Chapter 2: From Common Market to EMU: An Historical Perspective on European Economic and Monetary Integration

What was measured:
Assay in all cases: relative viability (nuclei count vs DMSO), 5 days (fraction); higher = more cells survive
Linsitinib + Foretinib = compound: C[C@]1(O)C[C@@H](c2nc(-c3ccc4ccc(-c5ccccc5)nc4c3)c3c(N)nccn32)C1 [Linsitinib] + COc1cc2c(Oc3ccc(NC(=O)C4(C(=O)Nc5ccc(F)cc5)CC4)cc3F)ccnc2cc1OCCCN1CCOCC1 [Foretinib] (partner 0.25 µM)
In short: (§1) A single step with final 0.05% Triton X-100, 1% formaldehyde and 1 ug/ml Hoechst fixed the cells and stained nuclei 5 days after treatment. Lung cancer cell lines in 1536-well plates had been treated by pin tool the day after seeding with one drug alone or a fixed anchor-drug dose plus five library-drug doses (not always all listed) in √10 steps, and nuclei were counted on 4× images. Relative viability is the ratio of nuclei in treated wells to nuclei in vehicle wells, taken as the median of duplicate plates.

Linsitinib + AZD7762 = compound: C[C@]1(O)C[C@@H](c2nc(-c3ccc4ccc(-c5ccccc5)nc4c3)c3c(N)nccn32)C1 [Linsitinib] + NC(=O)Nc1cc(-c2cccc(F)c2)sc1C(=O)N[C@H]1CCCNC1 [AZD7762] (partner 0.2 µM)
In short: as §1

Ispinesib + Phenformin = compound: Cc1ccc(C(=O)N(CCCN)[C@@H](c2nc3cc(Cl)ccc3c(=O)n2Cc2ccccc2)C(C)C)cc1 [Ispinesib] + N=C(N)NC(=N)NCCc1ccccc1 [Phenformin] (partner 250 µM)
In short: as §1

2.1 INTRODUCTION The roots of a European single currency and monetary union can be traced back to the start of the common market in 1958 and possibly further still to the creation of the Latin Monetary Union by Belgium, Italy, Switzerland, Bulgaria, and Greece 130 years ago.1 Since the establishment of the European Economic Community (EEC) in 1957, attempts at monetary integration and, ultimately monetary union, have tended to assume importance only as a result of financial crisis and becoming a vague objective as soon as the crisis recedes. In recent years, however, this search has assumed greater urgency for three main reasons. First, monetary union can be viewed as a response by European policy makers to the increases of intra-European trade which has meant that different currencies and fluctuating exchange rates have become an increasing nuisance. Since the [successful] implementation of the Single Market Programme this has become more evident. Second, politically, there was a continual search for increased stability and security in Europe, which crucially hinged on anchoring Germany within Europe. And third, many economic interest groups especially business interests perceived a single unified and integrated European economy as serving their interests (Pinder, 1996, p. 123). Economic union has followed a rather smoother transition path. Economic integration was used after the Second World War to realise political goals, chiefly to anchor West Germany within a Western European alliance. Under this scheme common governance was deemed to be the best structure; other structures such as intergovernmental cooperation were not...
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